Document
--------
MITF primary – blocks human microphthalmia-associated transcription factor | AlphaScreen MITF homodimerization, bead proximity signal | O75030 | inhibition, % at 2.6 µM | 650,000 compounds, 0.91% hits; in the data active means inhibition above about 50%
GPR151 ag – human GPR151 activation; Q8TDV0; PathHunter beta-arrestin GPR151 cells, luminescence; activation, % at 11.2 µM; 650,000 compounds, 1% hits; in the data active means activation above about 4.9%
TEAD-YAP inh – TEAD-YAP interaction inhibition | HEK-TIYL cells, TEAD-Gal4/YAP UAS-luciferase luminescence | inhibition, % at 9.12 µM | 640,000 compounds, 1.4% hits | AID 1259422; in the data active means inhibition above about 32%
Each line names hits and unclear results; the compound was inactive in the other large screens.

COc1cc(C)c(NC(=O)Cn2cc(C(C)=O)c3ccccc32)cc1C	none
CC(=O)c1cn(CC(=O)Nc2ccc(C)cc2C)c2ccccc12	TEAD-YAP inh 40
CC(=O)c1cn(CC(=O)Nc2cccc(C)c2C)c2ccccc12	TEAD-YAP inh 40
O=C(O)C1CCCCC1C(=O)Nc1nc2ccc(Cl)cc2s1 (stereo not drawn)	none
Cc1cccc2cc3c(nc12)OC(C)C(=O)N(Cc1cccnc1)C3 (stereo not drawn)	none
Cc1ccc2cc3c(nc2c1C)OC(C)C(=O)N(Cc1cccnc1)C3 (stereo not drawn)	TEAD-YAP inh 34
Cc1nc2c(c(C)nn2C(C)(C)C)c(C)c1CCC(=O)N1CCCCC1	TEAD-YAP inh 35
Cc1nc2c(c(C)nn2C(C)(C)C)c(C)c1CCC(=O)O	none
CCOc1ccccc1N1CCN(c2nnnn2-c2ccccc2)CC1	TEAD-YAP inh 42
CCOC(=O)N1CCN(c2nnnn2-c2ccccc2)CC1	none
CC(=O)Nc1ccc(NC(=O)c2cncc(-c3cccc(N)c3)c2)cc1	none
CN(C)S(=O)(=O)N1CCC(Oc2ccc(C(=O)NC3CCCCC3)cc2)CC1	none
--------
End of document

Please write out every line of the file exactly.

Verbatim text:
MITF primary – blocks human microphthalmia-associated transcription factor | AlphaScreen MITF homodimerization, bead proximity signal | O75030 | inhibition, % at 2.6 µM | 650,000 compounds, 0.91% hits; in the data active means inhibition above about 50%
GPR151 ag – human GPR151 activation; Q8TDV0; PathHunter beta-arrestin GPR151 cells, luminescence; activation, % at 11.2 µM; 650,000 compounds, 1% hits; in the data active means activation above about 4.9%
TEAD-YAP inh – TEAD-YAP interaction inhibition | HEK-TIYL cells, TEAD-Gal4/YAP UAS-luciferase luminescence | inhibition, % at 9.12 µM | 640,000 compounds, 1.4% hits | AID 1259422; in the data active means inhibition above about 32%
Each line names hits and unclear results; the compound was inactive in the other large screens.

COc1cc(C)c(NC(=O)Cn2cc(C(C)=O)c3ccccc32)cc1C	none
CC(=O)c1cn(CC(=O)Nc2ccc(C)cc2C)c2ccccc12	TEAD-YAP inh 40
CC(=O)c1cn(CC(=O)Nc2cccc(C)c2C)c2ccccc12	TEAD-YAP inh 40
O=C(O)C1CCCCC1C(=O)Nc1nc2ccc(Cl)cc2s1 (stereo not drawn)	none
Cc1cccc2cc3c(nc12)OC(C)C(=O)N(Cc1cccnc1)C3 (stereo not drawn)	none
Cc1ccc2cc3c(nc2c1C)OC(C)C(=O)N(Cc1cccnc1)C3 (stereo not drawn)	TEAD-YAP inh 34
Cc1nc2c(c(C)nn2C(C)(C)C)c(C)c1CCC(=O)N1CCCCC1	TEAD-YAP inh 35
Cc1nc2c(c(C)nn2C(C)(C)C)c(C)c1CCC(=O)O	none
CCOc1ccccc1N1CCN(c2nnnn2-c2ccccc2)CC1	TEAD-YAP inh 42
CCOC(=O)N1CCN(c2nnnn2-c2ccccc2)CC1	none
CC(=O)Nc1ccc(NC(=O)c2cncc(-c3cccc(N)c3)c2)cc1	none
CN(C)S(=O)(=O)N1CCC(Oc2ccc(C(=O)NC3CCCCC3)cc2)CC1	none